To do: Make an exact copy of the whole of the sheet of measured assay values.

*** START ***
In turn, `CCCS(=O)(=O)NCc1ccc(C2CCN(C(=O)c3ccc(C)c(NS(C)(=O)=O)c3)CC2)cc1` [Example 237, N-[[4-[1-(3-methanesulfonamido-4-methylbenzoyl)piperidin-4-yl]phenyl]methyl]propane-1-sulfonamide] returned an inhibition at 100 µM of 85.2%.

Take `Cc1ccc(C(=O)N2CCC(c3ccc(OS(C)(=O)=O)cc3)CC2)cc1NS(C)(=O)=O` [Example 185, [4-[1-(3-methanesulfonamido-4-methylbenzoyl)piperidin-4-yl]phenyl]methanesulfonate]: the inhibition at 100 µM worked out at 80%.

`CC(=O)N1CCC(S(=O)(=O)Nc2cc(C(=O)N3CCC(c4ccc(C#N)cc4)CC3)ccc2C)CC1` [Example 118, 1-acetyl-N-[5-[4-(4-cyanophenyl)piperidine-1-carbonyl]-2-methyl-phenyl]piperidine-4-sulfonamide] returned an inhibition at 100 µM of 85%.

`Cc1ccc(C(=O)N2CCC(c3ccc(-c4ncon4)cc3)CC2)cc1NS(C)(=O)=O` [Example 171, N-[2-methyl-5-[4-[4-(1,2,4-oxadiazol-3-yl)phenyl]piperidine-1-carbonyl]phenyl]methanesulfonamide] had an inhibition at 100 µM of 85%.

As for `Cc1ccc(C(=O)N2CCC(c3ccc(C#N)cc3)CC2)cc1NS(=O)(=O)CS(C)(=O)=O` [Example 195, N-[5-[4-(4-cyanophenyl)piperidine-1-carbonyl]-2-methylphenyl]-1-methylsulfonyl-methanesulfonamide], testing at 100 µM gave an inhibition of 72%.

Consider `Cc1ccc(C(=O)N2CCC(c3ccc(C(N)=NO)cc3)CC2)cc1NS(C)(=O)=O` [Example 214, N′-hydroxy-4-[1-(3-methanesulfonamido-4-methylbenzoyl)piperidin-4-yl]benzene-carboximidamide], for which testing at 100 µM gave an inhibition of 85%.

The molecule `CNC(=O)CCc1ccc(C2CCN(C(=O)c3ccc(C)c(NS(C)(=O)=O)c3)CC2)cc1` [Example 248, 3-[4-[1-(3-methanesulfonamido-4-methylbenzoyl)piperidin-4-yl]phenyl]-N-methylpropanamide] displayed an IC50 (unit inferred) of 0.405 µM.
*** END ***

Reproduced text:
In turn, `CCCS(=O)(=O)NCc1ccc(C2CCN(C(=O)c3ccc(C)c(NS(C)(=O)=O)c3)CC2)cc1` [Example 237, N-[[4-[1-(3-methanesulfonamido-4-methylbenzoyl)piperidin-4-yl]phenyl]methyl]propane-1-sulfonamide] returned an inhibition at 100 µM of 85.2%.

Take `Cc1ccc(C(=O)N2CCC(c3ccc(OS(C)(=O)=O)cc3)CC2)cc1NS(C)(=O)=O` [Example 185, [4-[1-(3-methanesulfonamido-4-methylbenzoyl)piperidin-4-yl]phenyl]methanesulfonate]: the inhibition at 100 µM worked out at 80%.

`CC(=O)N1CCC(S(=O)(=O)Nc2cc(C(=O)N3CCC(c4ccc(C#N)cc4)CC3)ccc2C)CC1` [Example 118, 1-acetyl-N-[5-[4-(4-cyanophenyl)piperidine-1-carbonyl]-2-methyl-phenyl]piperidine-4-sulfonamide] returned an inhibition at 100 µM of 85%.

`Cc1ccc(C(=O)N2CCC(c3ccc(-c4ncon4)cc3)CC2)cc1NS(C)(=O)=O` [Example 171, N-[2-methyl-5-[4-[4-(1,2,4-oxadiazol-3-yl)phenyl]piperidine-1-carbonyl]phenyl]methanesulfonamide] had an inhibition at 100 µM of 85%.

As for `Cc1ccc(C(=O)N2CCC(c3ccc(C#N)cc3)CC2)cc1NS(=O)(=O)CS(C)(=O)=O` [Example 195, N-[5-[4-(4-cyanophenyl)piperidine-1-carbonyl]-2-methylphenyl]-1-methylsulfonyl-methanesulfonamide], testing at 100 µM gave an inhibition of 72%.

Consider `Cc1ccc(C(=O)N2CCC(c3ccc(C(N)=NO)cc3)CC2)cc1NS(C)(=O)=O` [Example 214, N′-hydroxy-4-[1-(3-methanesulfonamido-4-methylbenzoyl)piperidin-4-yl]benzene-carboximidamide], for which testing at 100 µM gave an inhibition of 85%.

The molecule `CNC(=O)CCc1ccc(C2CCN(C(=O)c3ccc(C)c(NS(C)(=O)=O)c3)CC2)cc1` [Example 248, 3-[4-[1-(3-methanesulfonamido-4-methylbenzoyl)piperidin-4-yl]phenyl]-N-methylpropanamide] displayed an IC50 (unit inferred) of 0.405 µM.